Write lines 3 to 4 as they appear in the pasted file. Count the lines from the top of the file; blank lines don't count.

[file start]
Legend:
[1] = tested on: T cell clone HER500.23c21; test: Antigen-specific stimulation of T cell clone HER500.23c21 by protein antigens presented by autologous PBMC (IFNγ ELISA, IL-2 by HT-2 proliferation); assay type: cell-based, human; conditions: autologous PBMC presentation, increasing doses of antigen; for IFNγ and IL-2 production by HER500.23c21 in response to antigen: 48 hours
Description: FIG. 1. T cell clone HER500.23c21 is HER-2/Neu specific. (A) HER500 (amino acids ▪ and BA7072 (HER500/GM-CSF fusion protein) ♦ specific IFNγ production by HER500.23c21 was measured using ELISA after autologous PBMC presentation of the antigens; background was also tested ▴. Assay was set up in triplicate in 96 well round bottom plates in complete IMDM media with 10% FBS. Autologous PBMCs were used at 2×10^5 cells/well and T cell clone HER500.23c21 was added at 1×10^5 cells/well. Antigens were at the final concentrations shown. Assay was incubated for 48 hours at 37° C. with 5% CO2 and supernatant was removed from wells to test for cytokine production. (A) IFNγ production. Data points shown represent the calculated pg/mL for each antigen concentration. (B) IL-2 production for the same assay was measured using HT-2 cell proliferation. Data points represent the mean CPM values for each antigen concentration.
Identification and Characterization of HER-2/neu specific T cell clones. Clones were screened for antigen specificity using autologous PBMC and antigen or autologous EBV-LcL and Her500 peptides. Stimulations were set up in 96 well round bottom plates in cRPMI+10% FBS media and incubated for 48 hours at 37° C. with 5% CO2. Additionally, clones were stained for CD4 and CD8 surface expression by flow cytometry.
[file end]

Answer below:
Description: FIG. 1. T cell clone HER500.23c21 is HER-2/Neu specific. (A) HER500 (amino acids ▪ and BA7072 (HER500/GM-CSF fusion protein) ♦ specific IFNγ production by HER500.23c21 was measured using ELISA after autologous PBMC presentation of the antigens; background was also tested ▴. Assay was set up in triplicate in 96 well round bottom plates in complete IMDM media with 10% FBS. Autologous PBMCs were used at 2×10^5 cells/well and T cell clone HER500.23c21 was added at 1×10^5 cells/well. Antigens were at the final concentrations shown. Assay was incubated for 48 hours at 37° C. with 5% CO2 and supernatant was removed from wells to test for cytokine production. (A) IFNγ production. Data points shown represent the calculated pg/mL for each antigen concentration. (B) IL-2 production for the same assay was measured using HT-2 cell proliferation. Data points represent the mean CPM values for each antigen concentration.
Identification and Characterization of HER-2/neu specific T cell clones. Clones were screened for antigen specificity using autologous PBMC and antigen or autologous EBV-LcL and Her500 peptides. Stimulations were set up in 96 well round bottom plates in cRPMI+10% FBS media and incubated for 48 hours at 37° C. with 5% CO2. Additionally, clones were stained for CD4 and CD8 surface expression by flow cytometry.